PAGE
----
by Paul Rochford, Partner in the Employment Law & Benefits team at Mason Hates & Curran
News reports within the past week revealed an account of an ongoing harassment situation that lasted for almost two years in one of the country’s leading universities. The matter only came to light because of the decision by the complainant, a lecturer at the university, to tell her story in order to draw attention to what she termed the “…harassment of female university academics and students on university campuses.” However, the account of her experience is one which highlights a number of issues in similar cases that are applicable to all employers.
The best way to deal with a complaint of harassment or sexual harassment is to take steps to prevent it happening in the first place. Where a claim of harassment or sexual harassment is made under the Employment Equality Act, sections 14(2) and 15(3) of the Act allow the employer a possible defence to the claim where it has taken steps which are reasonably practicable to prevent an employee from committing the acts alleged to constitute harassment or sexual harassment.
Have a policy
While there is no clear definition of what constitutes “reasonably practicable” in this context, there are some guidelines for employers. One of the primary ways of establishing a defence is to have a robust policy in place that deals with harassment and sexual harassment. The Code of Conduct Employment Equality Act 1998 (Code of Practice) (Harassment) Order 2012 provides useful guidance for employers in drawing up a policy if one is not in place already or has not been revised recently. It is not an exaggeration to say that where an employer has no policy in place, or has not updated its policy in several years, it will be almost impossible for it to rely on the statutory defence available under the Act.
Circulate the policy
While it is essential to have a policy, having one in place will provide little benefit to an employer in its defence if it has not taken active steps to make this policy available to its employees and draw their attention to it on a regular basis thereafter. For example, in A Worker v An Engineering Company DEC–E2008–038, an Equality Officer of the then Equality Tribunal found the employer liable on the basis that it was unable to show that it had effectively disseminated its policy amongst its employees, backed up by the fact that the complainant employee gave credible evidence that he did not know to whom to go to make his complaint.
Another factor taken into account in the hearing of these complaints is what actions the employer took once the complaint was made. A prompt and robust investigation is often something that will be looked at favourably by a decision maker as part of an overall defence by an employer. The employer’s policy should set out the complaints procedure, both informal and formal, as well as setting out where mediation may be considered. There may also be sectoral agreements in certain organisations that govern procedures for dealing with such complaints.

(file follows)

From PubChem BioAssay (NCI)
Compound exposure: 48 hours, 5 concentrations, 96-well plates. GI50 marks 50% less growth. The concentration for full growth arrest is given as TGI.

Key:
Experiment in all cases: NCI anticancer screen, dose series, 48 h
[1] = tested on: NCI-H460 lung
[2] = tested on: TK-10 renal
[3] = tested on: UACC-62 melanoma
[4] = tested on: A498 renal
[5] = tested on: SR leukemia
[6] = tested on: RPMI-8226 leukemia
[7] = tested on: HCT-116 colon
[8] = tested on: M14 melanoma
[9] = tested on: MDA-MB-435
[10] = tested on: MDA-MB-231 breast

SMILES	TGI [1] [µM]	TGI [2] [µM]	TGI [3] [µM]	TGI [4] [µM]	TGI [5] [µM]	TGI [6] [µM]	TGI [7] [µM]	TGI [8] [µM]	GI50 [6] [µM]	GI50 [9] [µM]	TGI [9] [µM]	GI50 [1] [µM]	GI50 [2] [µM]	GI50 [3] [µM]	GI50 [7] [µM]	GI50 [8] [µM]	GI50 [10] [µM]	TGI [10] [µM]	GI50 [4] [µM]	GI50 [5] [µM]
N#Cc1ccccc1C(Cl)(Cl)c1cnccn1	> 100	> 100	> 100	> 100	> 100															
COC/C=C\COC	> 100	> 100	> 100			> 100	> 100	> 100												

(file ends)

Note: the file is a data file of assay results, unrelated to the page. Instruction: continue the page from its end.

However, it is not enough to simply initiate an investigation. Employers must ensure that the investigation is carried out in good time and that any protective measures that are required are put in place. This could involve a temporary relocation of one of the parties or an instruction for them not to have any contact or only supervised contact. What is important in the latter example is that these measures are robustly enforced as a failure to do so may undermine any defence the employer has that it took steps which were “reasonably practicable”.
It is also important that once an investigation has been concluded that the employer then follows through on the findings of that investigation, whether that is the conduct of a disciplinary process, mediation or other intervention. A failure to ensure that the proposed solution is neither properly implemented nor maintained may lead to increased difficulty in defending any future complaint or legal claim.
Employers should be proactive in preventing bullying or harassment. It is not enough to have a policy in place; employers must ensure that the policy is a living document that is regularly updated and effectively implemented. Too often, employers see the initiation of an investigation as their having “dealt with” a harassment or sexual harassment complaint. In fact, it is only one aspect of a complex intersection of employee relationships and employment law.
The content of this article is provided for information purposes only and does not constitute legal or other advice.
About the author
Paul is a partner in the Employment Law & Benefits team and practices in the area of education law and employment law in the private and public sectors. His practice includes advising educational institutions at all levels on the full range of employment and education law issues they face. He also advises public sector bodies on employment and industrial relations issues, particularly in the health sector. He acts as an advisor to clients on complex non-contentious workplace issues and as an experienced litigator before all employment related fora.